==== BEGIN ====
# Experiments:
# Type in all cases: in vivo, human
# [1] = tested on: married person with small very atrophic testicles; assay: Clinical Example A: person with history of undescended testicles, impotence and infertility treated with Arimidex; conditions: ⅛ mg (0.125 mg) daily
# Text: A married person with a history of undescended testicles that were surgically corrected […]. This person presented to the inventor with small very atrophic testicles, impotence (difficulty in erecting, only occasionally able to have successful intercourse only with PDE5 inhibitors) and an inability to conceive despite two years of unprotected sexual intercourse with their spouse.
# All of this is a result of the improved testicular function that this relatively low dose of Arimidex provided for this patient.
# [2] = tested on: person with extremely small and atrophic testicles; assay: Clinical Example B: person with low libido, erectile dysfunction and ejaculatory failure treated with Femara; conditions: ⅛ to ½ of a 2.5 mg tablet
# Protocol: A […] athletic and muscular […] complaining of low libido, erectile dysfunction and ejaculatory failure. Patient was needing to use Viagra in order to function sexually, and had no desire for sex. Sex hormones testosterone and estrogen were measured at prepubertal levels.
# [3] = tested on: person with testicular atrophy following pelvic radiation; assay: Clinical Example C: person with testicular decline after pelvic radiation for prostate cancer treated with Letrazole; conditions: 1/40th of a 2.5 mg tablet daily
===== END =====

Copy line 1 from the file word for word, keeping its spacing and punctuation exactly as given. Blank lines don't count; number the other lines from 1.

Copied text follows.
# Experiments: